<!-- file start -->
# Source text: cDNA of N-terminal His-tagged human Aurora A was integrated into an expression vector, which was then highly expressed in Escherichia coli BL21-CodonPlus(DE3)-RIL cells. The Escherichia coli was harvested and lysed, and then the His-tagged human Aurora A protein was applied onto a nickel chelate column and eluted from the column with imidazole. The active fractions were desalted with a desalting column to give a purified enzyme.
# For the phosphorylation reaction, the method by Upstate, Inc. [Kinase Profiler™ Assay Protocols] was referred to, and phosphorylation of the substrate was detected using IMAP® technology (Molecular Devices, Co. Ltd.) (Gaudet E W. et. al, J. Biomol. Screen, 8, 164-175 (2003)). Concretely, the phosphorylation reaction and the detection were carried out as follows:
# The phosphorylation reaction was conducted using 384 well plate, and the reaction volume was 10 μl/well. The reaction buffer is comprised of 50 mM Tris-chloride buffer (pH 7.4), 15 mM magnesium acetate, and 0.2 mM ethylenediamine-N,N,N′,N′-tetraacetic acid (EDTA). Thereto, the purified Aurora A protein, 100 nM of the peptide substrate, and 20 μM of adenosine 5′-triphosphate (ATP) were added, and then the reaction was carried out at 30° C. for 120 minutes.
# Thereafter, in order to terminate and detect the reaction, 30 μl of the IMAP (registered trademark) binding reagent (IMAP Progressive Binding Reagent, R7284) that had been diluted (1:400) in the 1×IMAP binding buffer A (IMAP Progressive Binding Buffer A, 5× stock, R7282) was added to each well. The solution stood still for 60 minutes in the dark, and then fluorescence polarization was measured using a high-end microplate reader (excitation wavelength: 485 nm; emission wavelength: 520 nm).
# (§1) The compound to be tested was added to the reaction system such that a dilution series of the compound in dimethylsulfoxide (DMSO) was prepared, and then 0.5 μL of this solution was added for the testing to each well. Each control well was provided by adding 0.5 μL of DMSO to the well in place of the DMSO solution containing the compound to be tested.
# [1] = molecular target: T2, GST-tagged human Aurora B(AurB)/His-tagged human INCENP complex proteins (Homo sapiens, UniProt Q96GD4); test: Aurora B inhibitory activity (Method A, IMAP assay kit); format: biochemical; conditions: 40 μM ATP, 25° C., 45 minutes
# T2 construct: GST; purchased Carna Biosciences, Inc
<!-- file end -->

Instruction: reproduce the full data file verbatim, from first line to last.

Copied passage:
# Source text: cDNA of N-terminal His-tagged human Aurora A was integrated into an expression vector, which was then highly expressed in Escherichia coli BL21-CodonPlus(DE3)-RIL cells. The Escherichia coli was harvested and lysed, and then the His-tagged human Aurora A protein was applied onto a nickel chelate column and eluted from the column with imidazole. The active fractions were desalted with a desalting column to give a purified enzyme.
# For the phosphorylation reaction, the method by Upstate, Inc. [Kinase Profiler™ Assay Protocols] was referred to, and phosphorylation of the substrate was detected using IMAP® technology (Molecular Devices, Co. Ltd.) (Gaudet E W. et. al, J. Biomol. Screen, 8, 164-175 (2003)). Concretely, the phosphorylation reaction and the detection were carried out as follows:
# The phosphorylation reaction was conducted using 384 well plate, and the reaction volume was 10 μl/well. The reaction buffer is comprised of 50 mM Tris-chloride buffer (pH 7.4), 15 mM magnesium acetate, and 0.2 mM ethylenediamine-N,N,N′,N′-tetraacetic acid (EDTA). Thereto, the purified Aurora A protein, 100 nM of the peptide substrate, and 20 μM of adenosine 5′-triphosphate (ATP) were added, and then the reaction was carried out at 30° C. for 120 minutes.
# Thereafter, in order to terminate and detect the reaction, 30 μl of the IMAP (registered trademark) binding reagent (IMAP Progressive Binding Reagent, R7284) that had been diluted (1:400) in the 1×IMAP binding buffer A (IMAP Progressive Binding Buffer A, 5× stock, R7282) was added to each well. The solution stood still for 60 minutes in the dark, and then fluorescence polarization was measured using a high-end microplate reader (excitation wavelength: 485 nm; emission wavelength: 520 nm).
# (§1) The compound to be tested was added to the reaction system such that a dilution series of the compound in dimethylsulfoxide (DMSO) was prepared, and then 0.5 μL of this solution was added for the testing to each well. Each control well was provided by adding 0.5 μL of DMSO to the well in place of the DMSO solution containing the compound to be tested.
# [1] = molecular target: T2, GST-tagged human Aurora B(AurB)/His-tagged human INCENP complex proteins (Homo sapiens, UniProt Q96GD4); test: Aurora B inhibitory activity (Method A, IMAP assay kit); format: biochemical; conditions: 40 μM ATP, 25° C., 45 minutes
# T2 construct: GST; purchased Carna Biosciences, Inc